Grape phylloxera are capable of feeding and producing galls (nodosities) on the young roots of virtually all grape rootstocks and species. In order to gauge the phylloxera hosting ability of the final six selections, they were tested for theability to support phylloxera on nodosities and compared to a set of commercial rootstocks. Three sets of young root pieces from each selection were inoculated with 10 phylloxera eggs collected from `101-14 Mgt` rootstock roots. Over a 21-day period,the number of eggs and juveniles that were produced were summed and divided by 10 (the original inoculum) to produce the average rate of increase. Table 5 presents these results for the six selections. Nodosity galling on young roots does not appear todamage grapevines, only feeding and galling on mature roots (tuberosities) leads to vine death. The high rate of phylloxera feeding, galling and reproduction on `101-14 Mgt` (7.98 average rate of increase) has been observed in past tests. Most of thevalues were very low, although this `101-14 Mgt` strain is well adapted to `9407-14`. Three of the selections were very resistant: `8909--05`, `9363-16` and `9449-27`. The low values for `AXR#1` demonstrate that the results of this test do not reflectfield level or tuberosity level feeding and damage, and that phylloxera adapt independently to rootstock hosts.

It will take years to determine which sites each of these rootstock selections are best suited to, but they have unparalleled levels of resistance to nematodes and should excel in sites with single and mixed nematode species infestations. Fourof the selections (`9365-43`, `9365-85`, `9407-14` and `9449-27`) were grafted to `Fiesta Seedless` and planted in a Fresno rootstock trial in 2004. That year two of these selections (`9365-43` and `9365-85`) were also included in a Chardonnay rootstocktrial in Santa Maria. The six rootstock selections in large pots using soils from the Gallo Livingston Ranch where nematode pressure from root-knot, lesion, ring and Xiphinema americanum, is known to be severe and chronic. This test was conducted toevaluate these selections under "field conditions" using infested soil without added inoculations. All of the selections performed very well against root-knot nematodes (Table 6) and two, `9407-14` and `8909-05`, also performed very well against ringnematode (FIG. 1).


Rootstock `9365-43` is a pistillate flowered vine with leaves that appear V. champinii-like with shorter teeth, thicker texture and limited lobing. It produces mothervines with moderate vigor, long straight canes with moderately long internodesand a moderate number of lateral shoots. `9365-43` had excellent nematode resistance in the combined testing, resists citrus and lesion nematodes, and is moderately susceptible to ring nematodes (Table 3). Preliminary propagation tests found it to havemoderately deep rooting angles.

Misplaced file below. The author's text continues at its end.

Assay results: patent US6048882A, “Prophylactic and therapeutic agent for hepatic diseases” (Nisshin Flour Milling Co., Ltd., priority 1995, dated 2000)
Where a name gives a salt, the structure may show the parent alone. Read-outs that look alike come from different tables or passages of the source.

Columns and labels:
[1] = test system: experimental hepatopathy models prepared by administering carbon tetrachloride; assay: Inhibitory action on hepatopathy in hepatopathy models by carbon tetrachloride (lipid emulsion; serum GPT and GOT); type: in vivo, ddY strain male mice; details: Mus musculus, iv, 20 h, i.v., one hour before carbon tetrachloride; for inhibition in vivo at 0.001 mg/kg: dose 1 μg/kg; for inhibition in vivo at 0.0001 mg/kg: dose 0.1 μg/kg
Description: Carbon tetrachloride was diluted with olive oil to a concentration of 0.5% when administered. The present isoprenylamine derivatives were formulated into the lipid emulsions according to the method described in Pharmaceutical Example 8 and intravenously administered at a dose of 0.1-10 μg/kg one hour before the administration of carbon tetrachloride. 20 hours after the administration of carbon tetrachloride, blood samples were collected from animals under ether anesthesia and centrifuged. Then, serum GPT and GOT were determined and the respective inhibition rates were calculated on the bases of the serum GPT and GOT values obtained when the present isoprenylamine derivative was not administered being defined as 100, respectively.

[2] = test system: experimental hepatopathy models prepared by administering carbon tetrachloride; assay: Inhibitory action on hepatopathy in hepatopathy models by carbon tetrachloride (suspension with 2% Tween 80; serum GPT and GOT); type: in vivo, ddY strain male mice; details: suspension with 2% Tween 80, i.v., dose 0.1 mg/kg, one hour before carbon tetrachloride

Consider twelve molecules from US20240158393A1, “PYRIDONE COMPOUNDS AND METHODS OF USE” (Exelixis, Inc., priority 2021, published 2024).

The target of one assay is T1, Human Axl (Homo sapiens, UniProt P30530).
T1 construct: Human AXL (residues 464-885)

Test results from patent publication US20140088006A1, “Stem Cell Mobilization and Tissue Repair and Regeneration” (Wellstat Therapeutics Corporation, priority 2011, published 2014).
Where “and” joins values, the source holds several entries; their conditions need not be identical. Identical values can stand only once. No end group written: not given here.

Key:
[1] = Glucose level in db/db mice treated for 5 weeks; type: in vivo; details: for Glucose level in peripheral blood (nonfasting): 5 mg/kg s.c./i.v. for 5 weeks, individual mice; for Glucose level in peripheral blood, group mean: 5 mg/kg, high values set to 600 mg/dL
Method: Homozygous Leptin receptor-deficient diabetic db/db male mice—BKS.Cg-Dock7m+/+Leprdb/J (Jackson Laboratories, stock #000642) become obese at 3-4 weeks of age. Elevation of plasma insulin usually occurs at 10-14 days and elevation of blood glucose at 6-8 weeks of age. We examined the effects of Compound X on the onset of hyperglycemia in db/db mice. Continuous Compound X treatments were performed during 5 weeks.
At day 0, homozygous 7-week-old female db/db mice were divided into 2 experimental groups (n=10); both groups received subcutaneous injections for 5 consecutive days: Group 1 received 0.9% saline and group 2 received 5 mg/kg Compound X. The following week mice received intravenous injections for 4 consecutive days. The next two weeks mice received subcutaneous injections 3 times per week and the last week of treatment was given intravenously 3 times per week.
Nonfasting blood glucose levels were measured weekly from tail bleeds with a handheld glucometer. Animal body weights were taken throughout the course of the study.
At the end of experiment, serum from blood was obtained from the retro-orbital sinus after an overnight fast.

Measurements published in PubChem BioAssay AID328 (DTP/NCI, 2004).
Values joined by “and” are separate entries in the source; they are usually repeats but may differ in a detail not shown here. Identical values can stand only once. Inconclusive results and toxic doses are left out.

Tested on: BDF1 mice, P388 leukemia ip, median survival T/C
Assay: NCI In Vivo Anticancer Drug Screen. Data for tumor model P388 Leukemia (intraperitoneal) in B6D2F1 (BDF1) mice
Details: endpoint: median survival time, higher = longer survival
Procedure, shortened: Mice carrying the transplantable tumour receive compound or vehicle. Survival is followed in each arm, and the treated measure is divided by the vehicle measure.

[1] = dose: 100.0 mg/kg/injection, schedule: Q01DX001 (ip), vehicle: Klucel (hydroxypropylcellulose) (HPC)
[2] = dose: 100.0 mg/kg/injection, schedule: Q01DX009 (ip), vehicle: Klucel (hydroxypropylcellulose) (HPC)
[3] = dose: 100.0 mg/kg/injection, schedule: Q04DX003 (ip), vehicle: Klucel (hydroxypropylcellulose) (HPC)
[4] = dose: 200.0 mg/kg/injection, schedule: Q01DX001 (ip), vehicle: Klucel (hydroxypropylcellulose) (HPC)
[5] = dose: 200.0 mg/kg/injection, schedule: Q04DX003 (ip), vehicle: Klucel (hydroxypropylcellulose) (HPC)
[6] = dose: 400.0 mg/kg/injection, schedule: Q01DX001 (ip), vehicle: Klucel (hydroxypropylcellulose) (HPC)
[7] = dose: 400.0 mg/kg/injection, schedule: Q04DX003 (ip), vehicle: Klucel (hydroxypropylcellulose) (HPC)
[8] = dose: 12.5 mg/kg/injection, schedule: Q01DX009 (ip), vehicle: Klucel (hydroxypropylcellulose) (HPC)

The following is a detailed description of rootstock `9365-43`. All color descriptions are from the Munsell Color Chart for Plant Tissues with Hue Value/Chroma values. Measurements are averages from 5 mid cane leaves and presented as length ofthe main vein from the petiole to the end of the apical lobe x the width from lateral lobe to lateral lobe. Grape flowers are inconspicuous and never used to distinguish varieties or species except in the case of being staminate, pistillate orhermaphroditic. The size of the young leaves is strongly influenced by the environment and was not reported. Shoot tips--The variety has shoot tips which are enclosed in expanding leaves, green (7.5GY 4/4) and sparsely covered with arachnose tomentum. Young leaves--The variety has young leaves which are green (7.5GY 4/4), three lobed glabrous leaves with fine arachnose tomentum and relatively long sharply pointed teeth. Mature leaves--The variety has mature leaves which are light green upper (7.5GY4/4) and lower (7.5GY 5/4) surfaces, medium large (10.6.times.13.7 cm), broadly cuneiform to orbicular shaped leaves, with short broad angular teeth and medium-sized petioles. The upper surface is glabrous, rugose and mostly flat with some puckeringnear the petiolar attachment. The lower surface has scattered arachnose tomentum, fine bristles along the main vines and small tufted bristles (domatia) at the intersection of the main veins. The petiolar sinus is narrow U-shape. Canes--The varietyhas brown (2.5YR 5/8) canes with long internodes and limited lateral development, nodes have mediums sized rounded buds. Canes are mostly round in cross-section and have relatively thick diaphragms and medium pith. Flowers--The flowers are pistillatewith small clusters and small black berries.